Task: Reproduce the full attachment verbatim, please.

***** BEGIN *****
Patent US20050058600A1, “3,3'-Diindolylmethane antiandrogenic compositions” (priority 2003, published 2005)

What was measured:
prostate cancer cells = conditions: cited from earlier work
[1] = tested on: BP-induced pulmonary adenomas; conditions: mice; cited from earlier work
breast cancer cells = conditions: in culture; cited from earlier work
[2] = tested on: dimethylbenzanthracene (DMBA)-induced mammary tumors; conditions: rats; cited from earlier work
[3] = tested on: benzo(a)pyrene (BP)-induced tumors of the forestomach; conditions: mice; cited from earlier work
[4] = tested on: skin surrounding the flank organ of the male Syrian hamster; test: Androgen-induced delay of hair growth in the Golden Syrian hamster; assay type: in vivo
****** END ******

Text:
Patent US20050058600A1, “3,3'-Diindolylmethane antiandrogenic compositions” (priority 2003, published 2005)

What was measured:
prostate cancer cells = conditions: cited from earlier work
[1] = tested on: BP-induced pulmonary adenomas; conditions: mice; cited from earlier work
breast cancer cells = conditions: in culture; cited from earlier work
[2] = tested on: dimethylbenzanthracene (DMBA)-induced mammary tumors; conditions: rats; cited from earlier work
[3] = tested on: benzo(a)pyrene (BP)-induced tumors of the forestomach; conditions: mice; cited from earlier work
[4] = tested on: skin surrounding the flank organ of the male Syrian hamster; test: Androgen-induced delay of hair growth in the Golden Syrian hamster; assay type: in vivo